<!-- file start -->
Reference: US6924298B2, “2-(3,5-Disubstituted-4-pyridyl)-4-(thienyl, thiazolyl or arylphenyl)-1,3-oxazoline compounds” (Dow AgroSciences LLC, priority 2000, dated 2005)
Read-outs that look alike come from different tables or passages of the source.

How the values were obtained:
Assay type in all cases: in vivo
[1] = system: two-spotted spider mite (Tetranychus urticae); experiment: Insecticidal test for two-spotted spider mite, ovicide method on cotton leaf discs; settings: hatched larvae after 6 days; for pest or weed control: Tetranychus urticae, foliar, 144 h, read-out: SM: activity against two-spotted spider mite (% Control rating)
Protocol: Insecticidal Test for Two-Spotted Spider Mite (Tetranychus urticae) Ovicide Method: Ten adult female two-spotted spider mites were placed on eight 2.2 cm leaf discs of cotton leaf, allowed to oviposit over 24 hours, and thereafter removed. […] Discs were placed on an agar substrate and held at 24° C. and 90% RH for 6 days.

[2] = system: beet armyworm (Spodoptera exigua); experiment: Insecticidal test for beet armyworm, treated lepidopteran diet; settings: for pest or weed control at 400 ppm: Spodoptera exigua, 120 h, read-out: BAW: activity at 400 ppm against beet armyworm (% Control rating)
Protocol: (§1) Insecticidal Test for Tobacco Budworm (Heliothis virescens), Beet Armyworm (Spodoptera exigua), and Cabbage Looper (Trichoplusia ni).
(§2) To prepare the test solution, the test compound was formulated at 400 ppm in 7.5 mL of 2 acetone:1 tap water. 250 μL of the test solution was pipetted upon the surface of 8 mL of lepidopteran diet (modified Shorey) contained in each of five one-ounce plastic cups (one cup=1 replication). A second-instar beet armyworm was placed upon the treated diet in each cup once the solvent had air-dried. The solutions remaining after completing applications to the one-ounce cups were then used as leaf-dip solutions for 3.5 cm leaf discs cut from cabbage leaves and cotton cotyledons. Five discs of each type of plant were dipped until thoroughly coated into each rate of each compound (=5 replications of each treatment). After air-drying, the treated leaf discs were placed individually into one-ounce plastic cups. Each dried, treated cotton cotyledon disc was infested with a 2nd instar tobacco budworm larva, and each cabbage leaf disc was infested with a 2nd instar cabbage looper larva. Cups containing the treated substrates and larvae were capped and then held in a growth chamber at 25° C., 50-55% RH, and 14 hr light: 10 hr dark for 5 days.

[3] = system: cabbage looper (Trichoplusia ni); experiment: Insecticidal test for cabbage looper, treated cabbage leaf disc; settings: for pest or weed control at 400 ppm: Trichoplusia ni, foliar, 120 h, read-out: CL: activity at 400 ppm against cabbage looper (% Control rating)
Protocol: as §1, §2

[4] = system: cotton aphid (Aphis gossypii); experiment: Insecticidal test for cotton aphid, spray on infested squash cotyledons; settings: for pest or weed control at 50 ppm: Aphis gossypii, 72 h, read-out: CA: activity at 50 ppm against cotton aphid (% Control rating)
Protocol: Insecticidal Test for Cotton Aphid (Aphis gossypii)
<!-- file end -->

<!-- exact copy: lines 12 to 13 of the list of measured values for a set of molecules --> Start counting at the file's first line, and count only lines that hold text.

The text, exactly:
[4] = system: cotton aphid (Aphis gossypii); experiment: Insecticidal test for cotton aphid, spray on infested squash cotyledons; settings: for pest or weed control at 50 ppm: Aphis gossypii, 72 h, read-out: CA: activity at 50 ppm against cotton aphid (% Control rating)
Protocol: Insecticidal Test for Cotton Aphid (Aphis gossypii)